I Was Wrong About Facebook's Mobile Announcement
Adam is a member of The Motley Fool Blog Network -- entries represent the personal opinion of the blogger and are not formally edited.
The funny part about this whole predicting the future thing is that it’s kind of an inexact science. Inevitably, I will be wrong on some accounts.
Earlier this week, ahead of Facebook’s (NASDAQ: FB) announcement on Thursday, I wrote an article outlining the many roadblocks the company faces in its attempt to embed itself deeper into the phone experience. After the announcement, I realize I missed the mark.
Zuckerberg and co calmed my worries that the announcement could be a disaster, and it looks like it’s created a great product in Home to extend its brand’s reach across the mobile platform.
Some quick background on Home
Facebook’s Home is a new interface that sits on top of the Google (NASDAQ: GOOG) Android operating system. It allows users to see what’s going on with their Facebook friends directly from the phone's home screen without even having to turn it on. The biggest focus of the Home interface is on connecting with people, particularly through messaging, which appears vastly improved over traditional messaging interfaces.
Where I went wrong
This article is not to make excuses about what I wrote previously. Instead, I’d like to examine the roadblocks the company overcame, and why they’re so important for this new product’s success.
Earlier this week, I wrote, “Instead of a link that pops up when users fire up the Facebook Android app and installs the new OS feature automatically, the company must go through the phone manufacturers.” I could not have been more wrong! In fact, this is exactly how most users will be able to install Home on their phones.
While Facebook still needs to work with phone manufacturers to ensure its software is compatible with the hardware, Facebook seemingly designed Home with the most popular Android phones in mind. The ease of install, and the broad advertising space of Android Facebook app users, should provide great user adoption numbers.
One of the biggest surprises, for me at least, is that Facebook will be compatible with the most popular Android phone from Samsung, the Galaxy S III, and its follow up, the Galaxy S IV. Samsung’s share of the smartphone market trails only Apple, and it’s by far the biggest manufacturer of Android phones.
The ability for it to access the large and growing Samsung user base is a key to Home’s success, as its pre-announced partner, HTC, is clearly losing ground to the competition. Furthermore, the release of Home aligns perfectly with the release of Samsung’s Galaxy S IV, so there’s potential for Facebook to partner with Samsung during its big marketing push.
Another incorrect prediction I made is that Facebook would be unable to gain support from the big wireless carriers – “It simply doesn’t make sense for big carriers, which rely on packaging texting plans with data plans, to promote a product that provides a significant threat to that business.” Sure enough, CEO Mark Zuckerberg announced plans to partner with AT&T (NYSE: T) and France Telecom-Orange.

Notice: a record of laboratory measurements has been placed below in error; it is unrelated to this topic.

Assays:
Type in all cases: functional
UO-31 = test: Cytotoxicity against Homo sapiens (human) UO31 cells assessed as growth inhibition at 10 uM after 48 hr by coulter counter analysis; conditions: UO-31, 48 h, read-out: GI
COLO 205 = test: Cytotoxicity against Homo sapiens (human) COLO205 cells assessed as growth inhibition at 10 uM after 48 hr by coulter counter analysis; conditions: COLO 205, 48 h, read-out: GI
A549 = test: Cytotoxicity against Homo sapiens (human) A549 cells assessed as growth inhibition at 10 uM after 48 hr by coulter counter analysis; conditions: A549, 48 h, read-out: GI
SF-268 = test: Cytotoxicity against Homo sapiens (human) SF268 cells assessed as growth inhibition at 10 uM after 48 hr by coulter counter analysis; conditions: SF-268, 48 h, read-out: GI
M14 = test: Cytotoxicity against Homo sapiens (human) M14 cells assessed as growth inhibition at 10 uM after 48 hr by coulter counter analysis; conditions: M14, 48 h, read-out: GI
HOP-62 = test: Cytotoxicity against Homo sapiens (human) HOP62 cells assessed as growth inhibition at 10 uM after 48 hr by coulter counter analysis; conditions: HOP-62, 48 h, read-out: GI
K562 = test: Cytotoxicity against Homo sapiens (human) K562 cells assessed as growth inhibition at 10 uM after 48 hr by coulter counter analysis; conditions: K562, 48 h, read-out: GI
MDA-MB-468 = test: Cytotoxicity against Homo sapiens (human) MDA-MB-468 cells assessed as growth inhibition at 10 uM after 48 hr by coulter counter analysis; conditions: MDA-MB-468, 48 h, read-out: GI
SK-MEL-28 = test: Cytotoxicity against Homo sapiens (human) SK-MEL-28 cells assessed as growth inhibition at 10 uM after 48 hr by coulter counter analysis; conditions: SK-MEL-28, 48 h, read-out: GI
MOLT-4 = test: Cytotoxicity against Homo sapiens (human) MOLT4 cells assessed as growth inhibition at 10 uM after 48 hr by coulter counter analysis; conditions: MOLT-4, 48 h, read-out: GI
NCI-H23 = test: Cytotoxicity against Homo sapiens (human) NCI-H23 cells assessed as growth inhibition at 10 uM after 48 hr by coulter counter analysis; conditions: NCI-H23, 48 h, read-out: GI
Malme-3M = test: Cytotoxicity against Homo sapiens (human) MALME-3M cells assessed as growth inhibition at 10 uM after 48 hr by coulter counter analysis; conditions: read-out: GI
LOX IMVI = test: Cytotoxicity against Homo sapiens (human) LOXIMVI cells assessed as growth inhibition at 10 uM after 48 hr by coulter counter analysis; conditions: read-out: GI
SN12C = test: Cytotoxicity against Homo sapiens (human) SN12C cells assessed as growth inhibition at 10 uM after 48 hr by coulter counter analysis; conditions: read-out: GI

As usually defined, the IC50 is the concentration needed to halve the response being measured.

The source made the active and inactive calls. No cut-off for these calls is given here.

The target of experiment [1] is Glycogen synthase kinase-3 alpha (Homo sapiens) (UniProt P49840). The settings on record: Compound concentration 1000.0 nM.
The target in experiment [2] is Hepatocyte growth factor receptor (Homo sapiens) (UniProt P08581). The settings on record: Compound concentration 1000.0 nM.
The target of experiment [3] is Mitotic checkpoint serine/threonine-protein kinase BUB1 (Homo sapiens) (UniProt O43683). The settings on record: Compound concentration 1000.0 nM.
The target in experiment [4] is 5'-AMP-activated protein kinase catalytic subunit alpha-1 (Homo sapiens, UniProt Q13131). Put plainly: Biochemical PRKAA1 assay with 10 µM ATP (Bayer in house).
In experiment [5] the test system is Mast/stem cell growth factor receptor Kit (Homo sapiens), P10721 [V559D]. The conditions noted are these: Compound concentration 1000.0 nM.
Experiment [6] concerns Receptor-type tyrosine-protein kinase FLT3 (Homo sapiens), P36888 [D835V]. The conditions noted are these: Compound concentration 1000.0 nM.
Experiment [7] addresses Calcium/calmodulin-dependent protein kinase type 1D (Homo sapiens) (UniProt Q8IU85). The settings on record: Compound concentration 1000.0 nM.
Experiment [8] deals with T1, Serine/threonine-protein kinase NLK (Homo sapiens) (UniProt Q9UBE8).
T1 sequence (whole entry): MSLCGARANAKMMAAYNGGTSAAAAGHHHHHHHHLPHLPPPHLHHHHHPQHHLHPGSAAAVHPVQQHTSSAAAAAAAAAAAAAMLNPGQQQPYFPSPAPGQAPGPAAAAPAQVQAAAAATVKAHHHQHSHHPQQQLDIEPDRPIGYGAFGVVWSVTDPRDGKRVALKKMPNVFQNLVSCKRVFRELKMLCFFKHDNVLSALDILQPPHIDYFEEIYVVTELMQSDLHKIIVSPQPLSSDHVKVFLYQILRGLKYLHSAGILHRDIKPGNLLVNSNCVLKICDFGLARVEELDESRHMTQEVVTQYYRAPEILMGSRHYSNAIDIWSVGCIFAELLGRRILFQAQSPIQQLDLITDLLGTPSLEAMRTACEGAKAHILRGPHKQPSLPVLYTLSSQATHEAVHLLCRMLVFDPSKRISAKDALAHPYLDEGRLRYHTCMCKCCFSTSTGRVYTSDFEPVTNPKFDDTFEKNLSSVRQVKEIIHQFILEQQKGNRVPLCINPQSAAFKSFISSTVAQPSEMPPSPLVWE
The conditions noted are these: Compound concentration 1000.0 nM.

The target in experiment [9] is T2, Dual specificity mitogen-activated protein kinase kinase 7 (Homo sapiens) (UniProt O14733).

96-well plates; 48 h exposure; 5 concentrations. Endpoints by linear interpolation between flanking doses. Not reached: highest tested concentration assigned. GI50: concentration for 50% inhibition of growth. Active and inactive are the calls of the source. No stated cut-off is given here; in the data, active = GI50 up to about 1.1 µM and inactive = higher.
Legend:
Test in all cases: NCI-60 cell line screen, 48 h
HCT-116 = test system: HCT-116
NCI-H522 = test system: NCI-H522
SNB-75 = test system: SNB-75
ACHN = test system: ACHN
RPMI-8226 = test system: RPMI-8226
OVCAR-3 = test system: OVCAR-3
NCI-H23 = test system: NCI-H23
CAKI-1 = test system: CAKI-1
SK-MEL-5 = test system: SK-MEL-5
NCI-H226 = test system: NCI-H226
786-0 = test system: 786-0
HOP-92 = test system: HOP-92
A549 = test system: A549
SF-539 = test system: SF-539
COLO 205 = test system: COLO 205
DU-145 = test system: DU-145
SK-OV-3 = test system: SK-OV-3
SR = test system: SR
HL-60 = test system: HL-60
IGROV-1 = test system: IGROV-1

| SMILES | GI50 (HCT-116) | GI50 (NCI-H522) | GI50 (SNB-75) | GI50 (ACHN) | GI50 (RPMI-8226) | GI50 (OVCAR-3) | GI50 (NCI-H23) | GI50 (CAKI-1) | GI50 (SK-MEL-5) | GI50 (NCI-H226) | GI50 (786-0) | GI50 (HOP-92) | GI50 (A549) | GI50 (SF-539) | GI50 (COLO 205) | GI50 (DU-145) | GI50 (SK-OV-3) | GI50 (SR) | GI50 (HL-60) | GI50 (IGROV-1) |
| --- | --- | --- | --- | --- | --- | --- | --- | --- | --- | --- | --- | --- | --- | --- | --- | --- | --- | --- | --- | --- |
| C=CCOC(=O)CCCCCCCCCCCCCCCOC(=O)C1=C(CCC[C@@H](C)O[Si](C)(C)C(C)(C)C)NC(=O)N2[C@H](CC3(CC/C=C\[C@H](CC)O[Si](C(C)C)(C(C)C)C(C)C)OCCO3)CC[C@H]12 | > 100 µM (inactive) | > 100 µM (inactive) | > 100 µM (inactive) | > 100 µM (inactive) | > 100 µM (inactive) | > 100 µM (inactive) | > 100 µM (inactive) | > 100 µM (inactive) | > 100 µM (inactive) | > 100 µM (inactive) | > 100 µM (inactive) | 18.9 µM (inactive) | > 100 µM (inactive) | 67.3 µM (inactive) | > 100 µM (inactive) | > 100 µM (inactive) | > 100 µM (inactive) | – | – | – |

This is reminiscent of another phone announcement some years ago by a different company. Partnering with wireless carriers is important in order to get phones in front of people where they shop for phones. It’s doubtful AT&T would have partnered with Facebook and HTC if it didn’t intend on promoting the phones in stores and on its website. AT&T will likely harp on its early exclusivity with hopes for another iPhone-like winner.
Google win or loss?
I previously wrote, “Google, for its part, will likely welcome a new Facebook feature. … If the new Facebook fork proves popular, there could be an uptick in Android sales.” I still believe this statement is true. The company released a statement after Facebook’s event - “It’s a win for users who want a customized Facebook experience from Google Play — the heart of the Android ecosystem — along with their favorite Google services like Gmail, Search and Google Maps.”
Unlike Amazon’s fork of the Android OS for its Kindle tablets, Home doesn’t get rid of the Google Play store or other Google services, which the company relies upon to generate profit from Android. And while Facebook is increasingly competing with Google in some respects, Google still has a lot to gain from the potential increase in Android market share driven by Home.
The fundamental changes in Home aren’t app purchases, mapping services, or internet searching. It’s in how users interact with Facebook, with a focus on messaging – an area where Google has only a small interest. Therefore, Home should be a win for Google should it prove popular.
Does engagement mean revenue?
The goal for Facebook appears to be improving user engagement with its products. Home makes it easy to interact with your News Feed and integrates Facebook Messenger very nicely with the rest of the phone’s software. The question remains, can Facebook effectively monetize Home.
Mobile monetization is not a new issue for Facebook. I don’t think it would have invested the resources for such a product if it didn’t think it could boost mobile revenue with Home. While it eschewed the numerous roadblocks I previously believed posed a serious threat to this product’s success, it still needs to, first, become popular enough to turn on the ad-switch, and then stay popular once it does.
Adam Levy has no position in any stocks mentioned. The Motley Fool recommends Facebook and Google. The Motley Fool owns shares of Facebook and Google. Try any of our Foolish newsletter services free for 30 days. We Fools may not all hold the same opinions, but we all believe that considering a diverse range of insights makes us better investors. The Motley Fool has a disclosure policy. Is this post wrong? Click here. Think you can do better? Join us and write your own!